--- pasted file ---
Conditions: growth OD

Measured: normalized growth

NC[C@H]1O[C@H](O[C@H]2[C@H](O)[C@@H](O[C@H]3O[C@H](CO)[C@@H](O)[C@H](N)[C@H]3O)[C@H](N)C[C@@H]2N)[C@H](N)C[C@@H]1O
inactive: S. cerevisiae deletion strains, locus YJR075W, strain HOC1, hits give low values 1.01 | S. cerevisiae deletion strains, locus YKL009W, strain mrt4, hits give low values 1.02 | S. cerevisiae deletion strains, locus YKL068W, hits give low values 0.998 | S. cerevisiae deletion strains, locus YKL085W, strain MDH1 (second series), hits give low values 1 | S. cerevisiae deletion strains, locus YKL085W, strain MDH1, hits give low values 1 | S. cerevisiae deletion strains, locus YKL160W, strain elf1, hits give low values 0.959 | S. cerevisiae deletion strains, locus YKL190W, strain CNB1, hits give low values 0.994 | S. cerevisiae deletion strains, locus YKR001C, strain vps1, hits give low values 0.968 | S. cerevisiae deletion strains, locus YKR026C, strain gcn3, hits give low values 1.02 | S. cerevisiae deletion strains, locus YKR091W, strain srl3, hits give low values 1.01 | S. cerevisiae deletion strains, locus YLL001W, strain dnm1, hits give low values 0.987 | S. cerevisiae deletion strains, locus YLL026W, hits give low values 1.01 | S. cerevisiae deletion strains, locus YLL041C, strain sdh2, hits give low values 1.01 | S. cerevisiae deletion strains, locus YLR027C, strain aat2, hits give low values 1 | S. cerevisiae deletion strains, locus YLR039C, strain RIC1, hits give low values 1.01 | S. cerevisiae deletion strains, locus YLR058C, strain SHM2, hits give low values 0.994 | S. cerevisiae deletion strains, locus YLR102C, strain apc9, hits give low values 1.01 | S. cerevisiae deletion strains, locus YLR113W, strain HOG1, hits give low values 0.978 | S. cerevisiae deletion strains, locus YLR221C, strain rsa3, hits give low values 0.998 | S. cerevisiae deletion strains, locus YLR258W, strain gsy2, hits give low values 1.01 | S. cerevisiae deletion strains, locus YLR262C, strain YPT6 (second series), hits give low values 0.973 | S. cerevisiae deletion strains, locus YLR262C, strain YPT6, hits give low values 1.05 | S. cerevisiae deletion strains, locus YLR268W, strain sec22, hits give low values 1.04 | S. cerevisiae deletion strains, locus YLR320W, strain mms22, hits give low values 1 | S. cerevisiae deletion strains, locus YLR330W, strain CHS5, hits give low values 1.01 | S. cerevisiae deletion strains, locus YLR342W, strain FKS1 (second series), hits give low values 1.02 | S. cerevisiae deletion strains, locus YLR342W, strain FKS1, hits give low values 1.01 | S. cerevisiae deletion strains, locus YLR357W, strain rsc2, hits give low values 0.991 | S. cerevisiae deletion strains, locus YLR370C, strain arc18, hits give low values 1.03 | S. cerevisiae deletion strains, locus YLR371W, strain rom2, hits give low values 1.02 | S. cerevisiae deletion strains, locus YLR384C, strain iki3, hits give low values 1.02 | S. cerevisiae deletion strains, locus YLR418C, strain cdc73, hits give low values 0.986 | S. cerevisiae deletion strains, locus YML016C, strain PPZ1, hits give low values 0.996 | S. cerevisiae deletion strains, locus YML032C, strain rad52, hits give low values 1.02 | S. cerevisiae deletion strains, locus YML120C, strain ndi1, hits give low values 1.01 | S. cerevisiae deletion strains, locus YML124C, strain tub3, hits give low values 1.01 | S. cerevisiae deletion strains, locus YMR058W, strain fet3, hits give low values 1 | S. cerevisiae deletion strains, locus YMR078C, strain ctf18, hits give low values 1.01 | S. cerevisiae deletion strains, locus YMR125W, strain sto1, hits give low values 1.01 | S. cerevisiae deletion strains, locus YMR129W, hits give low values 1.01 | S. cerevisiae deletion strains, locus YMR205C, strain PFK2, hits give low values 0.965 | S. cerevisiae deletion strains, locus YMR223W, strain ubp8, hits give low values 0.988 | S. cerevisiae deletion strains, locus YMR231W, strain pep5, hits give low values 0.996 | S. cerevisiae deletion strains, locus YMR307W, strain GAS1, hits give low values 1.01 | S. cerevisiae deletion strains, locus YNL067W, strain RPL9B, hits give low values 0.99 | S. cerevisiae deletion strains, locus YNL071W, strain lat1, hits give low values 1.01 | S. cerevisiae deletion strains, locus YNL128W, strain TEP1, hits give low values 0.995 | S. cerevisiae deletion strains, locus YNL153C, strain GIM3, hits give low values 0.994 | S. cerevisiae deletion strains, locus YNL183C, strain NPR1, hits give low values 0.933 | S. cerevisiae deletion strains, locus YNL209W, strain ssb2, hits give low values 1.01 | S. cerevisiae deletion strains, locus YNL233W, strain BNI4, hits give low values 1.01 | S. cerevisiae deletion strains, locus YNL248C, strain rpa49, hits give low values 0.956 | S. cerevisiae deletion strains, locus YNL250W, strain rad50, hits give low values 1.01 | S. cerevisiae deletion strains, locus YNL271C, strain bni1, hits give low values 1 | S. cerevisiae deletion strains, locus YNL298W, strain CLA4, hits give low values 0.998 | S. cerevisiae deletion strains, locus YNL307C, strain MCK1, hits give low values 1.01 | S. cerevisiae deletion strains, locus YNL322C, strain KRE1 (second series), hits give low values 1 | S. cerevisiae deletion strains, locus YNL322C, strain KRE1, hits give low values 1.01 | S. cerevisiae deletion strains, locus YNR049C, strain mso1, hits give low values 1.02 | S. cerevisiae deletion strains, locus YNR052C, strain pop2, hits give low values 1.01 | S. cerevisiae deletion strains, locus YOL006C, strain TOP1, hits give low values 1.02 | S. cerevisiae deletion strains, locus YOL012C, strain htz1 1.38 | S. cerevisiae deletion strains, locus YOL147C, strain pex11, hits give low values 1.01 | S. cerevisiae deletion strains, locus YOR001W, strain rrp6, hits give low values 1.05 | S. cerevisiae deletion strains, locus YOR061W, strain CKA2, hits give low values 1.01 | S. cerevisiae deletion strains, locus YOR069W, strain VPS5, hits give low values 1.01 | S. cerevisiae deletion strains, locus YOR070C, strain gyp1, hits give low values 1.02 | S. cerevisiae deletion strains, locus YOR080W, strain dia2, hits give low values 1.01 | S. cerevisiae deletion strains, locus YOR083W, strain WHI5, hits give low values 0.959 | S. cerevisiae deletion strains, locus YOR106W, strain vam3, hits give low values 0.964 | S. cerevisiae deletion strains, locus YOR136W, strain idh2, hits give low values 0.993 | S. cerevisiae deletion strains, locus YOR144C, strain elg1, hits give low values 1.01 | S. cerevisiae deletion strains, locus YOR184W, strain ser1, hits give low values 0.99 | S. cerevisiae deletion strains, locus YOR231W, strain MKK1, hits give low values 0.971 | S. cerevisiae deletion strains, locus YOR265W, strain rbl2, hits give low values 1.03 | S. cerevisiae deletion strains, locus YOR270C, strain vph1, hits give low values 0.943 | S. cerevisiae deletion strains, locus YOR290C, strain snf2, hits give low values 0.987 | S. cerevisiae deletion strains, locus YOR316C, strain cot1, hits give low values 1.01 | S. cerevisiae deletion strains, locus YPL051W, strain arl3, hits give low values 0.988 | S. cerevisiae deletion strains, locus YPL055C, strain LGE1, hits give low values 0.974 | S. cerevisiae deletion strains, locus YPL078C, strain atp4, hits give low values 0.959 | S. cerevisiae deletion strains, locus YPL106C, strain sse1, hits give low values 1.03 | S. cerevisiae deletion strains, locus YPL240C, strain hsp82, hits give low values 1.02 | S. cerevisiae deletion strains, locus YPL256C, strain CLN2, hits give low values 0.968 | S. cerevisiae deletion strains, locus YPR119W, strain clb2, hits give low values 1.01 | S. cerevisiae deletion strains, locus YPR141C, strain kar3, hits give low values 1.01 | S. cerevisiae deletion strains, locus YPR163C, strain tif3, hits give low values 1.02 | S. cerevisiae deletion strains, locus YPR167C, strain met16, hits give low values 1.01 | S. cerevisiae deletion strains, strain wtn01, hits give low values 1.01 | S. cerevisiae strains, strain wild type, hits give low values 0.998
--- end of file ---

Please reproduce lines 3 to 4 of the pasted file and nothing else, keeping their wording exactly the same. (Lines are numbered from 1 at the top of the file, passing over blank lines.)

NC[C@H]1O[C@H](O[C@H]2[C@H](O)[C@@H](O[C@H]3O[C@H](CO)[C@@H](O)[C@H](N)[C@H]3O)[C@H](N)C[C@@H]2N)[C@H](N)C[C@@H]1O
inactive: S. cerevisiae deletion strains, locus YJR075W, strain HOC1, hits give low values 1.01 | S. cerevisiae deletion strains, locus YKL009W, strain mrt4, hits give low values 1.02 | S. cerevisiae deletion strains, locus YKL068W, hits give low values 0.998 | S. cerevisiae deletion strains, locus YKL085W, strain MDH1 (second series), hits give low values 1 | S. cerevisiae deletion strains, locus YKL085W, strain MDH1, hits give low values 1 | S. cerevisiae deletion strains, locus YKL160W, strain elf1, hits give low values 0.959 | S. cerevisiae deletion strains, locus YKL190W, strain CNB1, hits give low values 0.994 | S. cerevisiae deletion strains, locus YKR001C, strain vps1, hits give low values 0.968 | S. cerevisiae deletion strains, locus YKR026C, strain gcn3, hits give low values 1.02 | S. cerevisiae deletion strains, locus YKR091W, strain srl3, hits give low values 1.01 | S. cerevisiae deletion strains, locus YLL001W, strain dnm1, hits give low values 0.987 | S. cerevisiae deletion strains, locus YLL026W, hits give low values 1.01 | S. cerevisiae deletion strains, locus YLL041C, strain sdh2, hits give low values 1.01 | S. cerevisiae deletion strains, locus YLR027C, strain aat2, hits give low values 1 | S. cerevisiae deletion strains, locus YLR039C, strain RIC1, hits give low values 1.01 | S. cerevisiae deletion strains, locus YLR058C, strain SHM2, hits give low values 0.994 | S. cerevisiae deletion strains, locus YLR102C, strain apc9, hits give low values 1.01 | S. cerevisiae deletion strains, locus YLR113W, strain HOG1, hits give low values 0.978 | S. cerevisiae deletion strains, locus YLR221C, strain rsa3, hits give low values 0.998 | S. cerevisiae deletion strains, locus YLR258W, strain gsy2, hits give low values 1.01 | S. cerevisiae deletion strains, locus YLR262C, strain YPT6 (second series), hits give low values 0.973 | S. cerevisiae deletion strains, locus YLR262C, strain YPT6, hits give low values 1.05 | S. cerevisiae deletion strains, locus YLR268W, strain sec22, hits give low values 1.04 | S. cerevisiae deletion strains, locus YLR320W, strain mms22, hits give low values 1 | S. cerevisiae deletion strains, locus YLR330W, strain CHS5, hits give low values 1.01 | S. cerevisiae deletion strains, locus YLR342W, strain FKS1 (second series), hits give low values 1.02 | S. cerevisiae deletion strains, locus YLR342W, strain FKS1, hits give low values 1.01 | S. cerevisiae deletion strains, locus YLR357W, strain rsc2, hits give low values 0.991 | S. cerevisiae deletion strains, locus YLR370C, strain arc18, hits give low values 1.03 | S. cerevisiae deletion strains, locus YLR371W, strain rom2, hits give low values 1.02 | S. cerevisiae deletion strains, locus YLR384C, strain iki3, hits give low values 1.02 | S. cerevisiae deletion strains, locus YLR418C, strain cdc73, hits give low values 0.986 | S. cerevisiae deletion strains, locus YML016C, strain PPZ1, hits give low values 0.996 | S. cerevisiae deletion strains, locus YML032C, strain rad52, hits give low values 1.02 | S. cerevisiae deletion strains, locus YML120C, strain ndi1, hits give low values 1.01 | S. cerevisiae deletion strains, locus YML124C, strain tub3, hits give low values 1.01 | S. cerevisiae deletion strains, locus YMR058W, strain fet3, hits give low values 1 | S. cerevisiae deletion strains, locus YMR078C, strain ctf18, hits give low values 1.01 | S. cerevisiae deletion strains, locus YMR125W, strain sto1, hits give low values 1.01 | S. cerevisiae deletion strains, locus YMR129W, hits give low values 1.01 | S. cerevisiae deletion strains, locus YMR205C, strain PFK2, hits give low values 0.965 | S. cerevisiae deletion strains, locus YMR223W, strain ubp8, hits give low values 0.988 | S. cerevisiae deletion strains, locus YMR231W, strain pep5, hits give low values 0.996 | S. cerevisiae deletion strains, locus YMR307W, strain GAS1, hits give low values 1.01 | S. cerevisiae deletion strains, locus YNL067W, strain RPL9B, hits give low values 0.99 | S. cerevisiae deletion strains, locus YNL071W, strain lat1, hits give low values 1.01 | S. cerevisiae deletion strains, locus YNL128W, strain TEP1, hits give low values 0.995 | S. cerevisiae deletion strains, locus YNL153C, strain GIM3, hits give low values 0.994 | S. cerevisiae deletion strains, locus YNL183C, strain NPR1, hits give low values 0.933 | S. cerevisiae deletion strains, locus YNL209W, strain ssb2, hits give low values 1.01 | S. cerevisiae deletion strains, locus YNL233W, strain BNI4, hits give low values 1.01 | S. cerevisiae deletion strains, locus YNL248C, strain rpa49, hits give low values 0.956 | S. cerevisiae deletion strains, locus YNL250W, strain rad50, hits give low values 1.01 | S. cerevisiae deletion strains, locus YNL271C, strain bni1, hits give low values 1 | S. cerevisiae deletion strains, locus YNL298W, strain CLA4, hits give low values 0.998 | S. cerevisiae deletion strains, locus YNL307C, strain MCK1, hits give low values 1.01 | S. cerevisiae deletion strains, locus YNL322C, strain KRE1 (second series), hits give low values 1 | S. cerevisiae deletion strains, locus YNL322C, strain KRE1, hits give low values 1.01 | S. cerevisiae deletion strains, locus YNR049C, strain mso1, hits give low values 1.02 | S. cerevisiae deletion strains, locus YNR052C, strain pop2, hits give low values 1.01 | S. cerevisiae deletion strains, locus YOL006C, strain TOP1, hits give low values 1.02 | S. cerevisiae deletion strains, locus YOL012C, strain htz1 1.38 | S. cerevisiae deletion strains, locus YOL147C, strain pex11, hits give low values 1.01 | S. cerevisiae deletion strains, locus YOR001W, strain rrp6, hits give low values 1.05 | S. cerevisiae deletion strains, locus YOR061W, strain CKA2, hits give low values 1.01 | S. cerevisiae deletion strains, locus YOR069W, strain VPS5, hits give low values 1.01 | S. cerevisiae deletion strains, locus YOR070C, strain gyp1, hits give low values 1.02 | S. cerevisiae deletion strains, locus YOR080W, strain dia2, hits give low values 1.01 | S. cerevisiae deletion strains, locus YOR083W, strain WHI5, hits give low values 0.959 | S. cerevisiae deletion strains, locus YOR106W, strain vam3, hits give low values 0.964 | S. cerevisiae deletion strains, locus YOR136W, strain idh2, hits give low values 0.993 | S. cerevisiae deletion strains, locus YOR144C, strain elg1, hits give low values 1.01 | S. cerevisiae deletion strains, locus YOR184W, strain ser1, hits give low values 0.99 | S. cerevisiae deletion strains, locus YOR231W, strain MKK1, hits give low values 0.971 | S. cerevisiae deletion strains, locus YOR265W, strain rbl2, hits give low values 1.03 | S. cerevisiae deletion strains, locus YOR270C, strain vph1, hits give low values 0.943 | S. cerevisiae deletion strains, locus YOR290C, strain snf2, hits give low values 0.987 | S. cerevisiae deletion strains, locus YOR316C, strain cot1, hits give low values 1.01 | S. cerevisiae deletion strains, locus YPL051W, strain arl3, hits give low values 0.988 | S. cerevisiae deletion strains, locus YPL055C, strain LGE1, hits give low values 0.974 | S. cerevisiae deletion strains, locus YPL078C, strain atp4, hits give low values 0.959 | S. cerevisiae deletion strains, locus YPL106C, strain sse1, hits give low values 1.03 | S. cerevisiae deletion strains, locus YPL240C, strain hsp82, hits give low values 1.02 | S. cerevisiae deletion strains, locus YPL256C, strain CLN2, hits give low values 0.968 | S. cerevisiae deletion strains, locus YPR119W, strain clb2, hits give low values 1.01 | S. cerevisiae deletion strains, locus YPR141C, strain kar3, hits give low values 1.01 | S. cerevisiae deletion strains, locus YPR163C, strain tif3, hits give low values 1.02 | S. cerevisiae deletion strains, locus YPR167C, strain met16, hits give low values 1.01 | S. cerevisiae deletion strains, strain wtn01, hits give low values 1.01 | S. cerevisiae strains, strain wild type, hits give low values 0.998